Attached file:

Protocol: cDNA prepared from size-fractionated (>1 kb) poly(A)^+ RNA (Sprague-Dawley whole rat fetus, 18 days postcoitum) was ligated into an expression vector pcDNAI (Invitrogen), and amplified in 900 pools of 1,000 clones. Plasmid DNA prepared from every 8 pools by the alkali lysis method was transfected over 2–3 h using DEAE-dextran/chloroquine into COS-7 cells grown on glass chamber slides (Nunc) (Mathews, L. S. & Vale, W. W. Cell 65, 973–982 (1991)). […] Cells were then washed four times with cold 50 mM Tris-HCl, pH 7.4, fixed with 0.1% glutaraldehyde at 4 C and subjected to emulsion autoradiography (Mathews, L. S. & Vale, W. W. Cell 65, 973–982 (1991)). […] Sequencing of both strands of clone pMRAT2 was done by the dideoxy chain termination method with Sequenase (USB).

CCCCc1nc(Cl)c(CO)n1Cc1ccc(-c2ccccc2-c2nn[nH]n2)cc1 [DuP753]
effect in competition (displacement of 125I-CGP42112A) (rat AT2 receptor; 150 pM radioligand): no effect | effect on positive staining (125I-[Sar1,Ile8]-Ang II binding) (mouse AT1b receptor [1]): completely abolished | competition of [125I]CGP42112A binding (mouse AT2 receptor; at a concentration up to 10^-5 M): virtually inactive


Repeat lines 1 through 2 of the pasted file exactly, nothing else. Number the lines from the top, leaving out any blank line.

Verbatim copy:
Protocol: cDNA prepared from size-fractionated (>1 kb) poly(A)^+ RNA (Sprague-Dawley whole rat fetus, 18 days postcoitum) was ligated into an expression vector pcDNAI (Invitrogen), and amplified in 900 pools of 1,000 clones. Plasmid DNA prepared from every 8 pools by the alkali lysis method was transfected over 2–3 h using DEAE-dextran/chloroquine into COS-7 cells grown on glass chamber slides (Nunc) (Mathews, L. S. & Vale, W. W. Cell 65, 973–982 (1991)). […] Cells were then washed four times with cold 50 mM Tris-HCl, pH 7.4, fixed with 0.1% glutaraldehyde at 4 C and subjected to emulsion autoradiography (Mathews, L. S. & Vale, W. W. Cell 65, 973–982 (1991)). […] Sequencing of both strands of clone pMRAT2 was done by the dideoxy chain termination method with Sequenase (USB).

CCCCc1nc(Cl)c(CO)n1Cc1ccc(-c2ccccc2-c2nn[nH]n2)cc1 [DuP753]